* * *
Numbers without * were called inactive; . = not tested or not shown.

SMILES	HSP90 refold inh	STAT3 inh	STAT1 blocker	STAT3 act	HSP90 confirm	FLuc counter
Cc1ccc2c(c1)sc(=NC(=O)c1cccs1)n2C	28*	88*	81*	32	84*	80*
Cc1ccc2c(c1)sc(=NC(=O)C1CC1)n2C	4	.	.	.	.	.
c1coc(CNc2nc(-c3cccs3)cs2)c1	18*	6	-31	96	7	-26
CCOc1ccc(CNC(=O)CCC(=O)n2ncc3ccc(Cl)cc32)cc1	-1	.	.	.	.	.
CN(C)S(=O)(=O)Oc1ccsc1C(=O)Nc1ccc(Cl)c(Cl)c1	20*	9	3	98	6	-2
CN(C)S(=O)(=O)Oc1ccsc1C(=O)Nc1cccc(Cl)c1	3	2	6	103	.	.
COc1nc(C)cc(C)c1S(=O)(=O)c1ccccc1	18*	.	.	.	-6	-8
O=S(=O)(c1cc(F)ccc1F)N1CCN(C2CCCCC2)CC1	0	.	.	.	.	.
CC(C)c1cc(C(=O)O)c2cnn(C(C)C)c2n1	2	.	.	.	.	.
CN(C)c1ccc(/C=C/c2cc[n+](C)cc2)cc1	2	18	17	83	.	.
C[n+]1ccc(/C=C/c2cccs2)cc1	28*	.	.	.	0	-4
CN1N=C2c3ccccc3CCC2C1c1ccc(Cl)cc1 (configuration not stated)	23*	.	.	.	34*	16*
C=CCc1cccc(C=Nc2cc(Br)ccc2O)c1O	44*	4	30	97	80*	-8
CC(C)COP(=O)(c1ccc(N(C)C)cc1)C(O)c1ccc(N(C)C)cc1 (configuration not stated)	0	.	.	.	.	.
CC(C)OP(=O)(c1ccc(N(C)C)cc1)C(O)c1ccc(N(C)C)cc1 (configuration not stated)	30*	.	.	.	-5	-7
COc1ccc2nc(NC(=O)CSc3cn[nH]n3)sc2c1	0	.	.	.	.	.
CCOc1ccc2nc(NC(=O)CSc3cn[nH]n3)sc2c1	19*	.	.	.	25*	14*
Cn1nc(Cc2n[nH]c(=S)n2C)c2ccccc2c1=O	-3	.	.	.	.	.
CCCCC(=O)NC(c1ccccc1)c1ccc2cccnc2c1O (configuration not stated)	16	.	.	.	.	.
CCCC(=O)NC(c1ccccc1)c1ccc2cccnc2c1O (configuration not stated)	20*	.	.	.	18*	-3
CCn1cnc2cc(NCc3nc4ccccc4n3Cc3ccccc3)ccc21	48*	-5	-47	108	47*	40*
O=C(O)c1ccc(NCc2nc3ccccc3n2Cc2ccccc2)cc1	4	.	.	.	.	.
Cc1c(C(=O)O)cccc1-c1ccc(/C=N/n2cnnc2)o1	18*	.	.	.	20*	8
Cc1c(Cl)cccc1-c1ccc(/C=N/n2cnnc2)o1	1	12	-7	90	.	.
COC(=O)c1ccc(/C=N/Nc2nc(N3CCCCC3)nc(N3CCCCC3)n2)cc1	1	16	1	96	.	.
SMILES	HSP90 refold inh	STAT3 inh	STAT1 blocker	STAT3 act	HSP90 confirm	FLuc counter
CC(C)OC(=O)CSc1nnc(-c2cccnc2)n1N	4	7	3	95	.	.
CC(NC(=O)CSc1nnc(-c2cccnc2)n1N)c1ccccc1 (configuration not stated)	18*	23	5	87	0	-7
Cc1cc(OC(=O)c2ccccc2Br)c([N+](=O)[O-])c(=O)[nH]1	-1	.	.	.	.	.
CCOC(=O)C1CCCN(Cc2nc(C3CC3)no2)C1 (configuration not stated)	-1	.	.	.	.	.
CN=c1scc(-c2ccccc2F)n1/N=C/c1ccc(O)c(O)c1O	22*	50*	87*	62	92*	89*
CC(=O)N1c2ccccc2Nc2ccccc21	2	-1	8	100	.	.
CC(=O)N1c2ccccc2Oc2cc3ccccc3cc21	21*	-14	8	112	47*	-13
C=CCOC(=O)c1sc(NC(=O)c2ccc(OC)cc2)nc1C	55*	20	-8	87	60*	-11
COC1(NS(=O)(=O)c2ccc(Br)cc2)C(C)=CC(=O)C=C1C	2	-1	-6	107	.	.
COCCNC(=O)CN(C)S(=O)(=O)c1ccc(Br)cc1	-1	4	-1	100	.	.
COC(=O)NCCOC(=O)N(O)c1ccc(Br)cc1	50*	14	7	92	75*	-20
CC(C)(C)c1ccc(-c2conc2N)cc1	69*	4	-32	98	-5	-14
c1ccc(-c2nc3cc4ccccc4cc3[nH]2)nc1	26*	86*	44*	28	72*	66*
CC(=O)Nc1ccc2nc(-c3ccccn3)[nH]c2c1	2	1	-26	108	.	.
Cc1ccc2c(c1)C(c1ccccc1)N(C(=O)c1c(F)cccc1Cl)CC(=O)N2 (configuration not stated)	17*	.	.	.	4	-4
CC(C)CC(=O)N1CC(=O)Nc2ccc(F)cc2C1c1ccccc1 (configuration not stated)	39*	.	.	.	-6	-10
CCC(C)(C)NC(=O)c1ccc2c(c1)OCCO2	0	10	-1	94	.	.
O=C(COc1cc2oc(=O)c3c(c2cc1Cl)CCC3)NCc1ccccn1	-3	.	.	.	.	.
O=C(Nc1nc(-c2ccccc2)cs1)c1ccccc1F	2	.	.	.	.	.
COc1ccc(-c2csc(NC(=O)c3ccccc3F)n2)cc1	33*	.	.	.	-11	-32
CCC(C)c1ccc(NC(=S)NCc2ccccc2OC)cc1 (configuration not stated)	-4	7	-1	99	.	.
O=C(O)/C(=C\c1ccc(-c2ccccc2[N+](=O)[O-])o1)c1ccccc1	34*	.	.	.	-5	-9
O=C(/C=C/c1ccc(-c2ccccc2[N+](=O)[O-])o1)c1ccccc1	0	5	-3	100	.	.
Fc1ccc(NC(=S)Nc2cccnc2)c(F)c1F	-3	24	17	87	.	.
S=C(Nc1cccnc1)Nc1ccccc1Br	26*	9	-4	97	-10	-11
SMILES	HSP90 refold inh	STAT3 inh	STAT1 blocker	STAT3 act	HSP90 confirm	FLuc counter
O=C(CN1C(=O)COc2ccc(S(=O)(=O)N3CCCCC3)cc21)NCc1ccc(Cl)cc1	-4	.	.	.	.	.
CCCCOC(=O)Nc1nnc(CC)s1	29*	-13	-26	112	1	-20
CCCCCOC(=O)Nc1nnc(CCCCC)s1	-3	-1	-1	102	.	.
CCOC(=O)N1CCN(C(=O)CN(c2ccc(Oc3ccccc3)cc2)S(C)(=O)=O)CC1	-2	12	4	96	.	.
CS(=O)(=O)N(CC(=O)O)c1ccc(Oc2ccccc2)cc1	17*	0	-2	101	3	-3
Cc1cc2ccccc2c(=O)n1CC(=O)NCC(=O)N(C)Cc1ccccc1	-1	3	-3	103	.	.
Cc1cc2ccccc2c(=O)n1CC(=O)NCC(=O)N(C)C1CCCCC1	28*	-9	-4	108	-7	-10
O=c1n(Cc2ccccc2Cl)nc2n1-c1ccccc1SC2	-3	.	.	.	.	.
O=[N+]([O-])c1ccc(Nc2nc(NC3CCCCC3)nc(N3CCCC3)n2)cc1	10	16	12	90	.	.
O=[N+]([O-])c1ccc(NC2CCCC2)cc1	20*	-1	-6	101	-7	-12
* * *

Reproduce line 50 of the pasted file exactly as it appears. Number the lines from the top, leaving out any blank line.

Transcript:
O=C(O)/C(=C\c1ccc(-c2ccccc2[N+](=O)[O-])o1)c1ccccc1	34*	.	.	.	-5	-9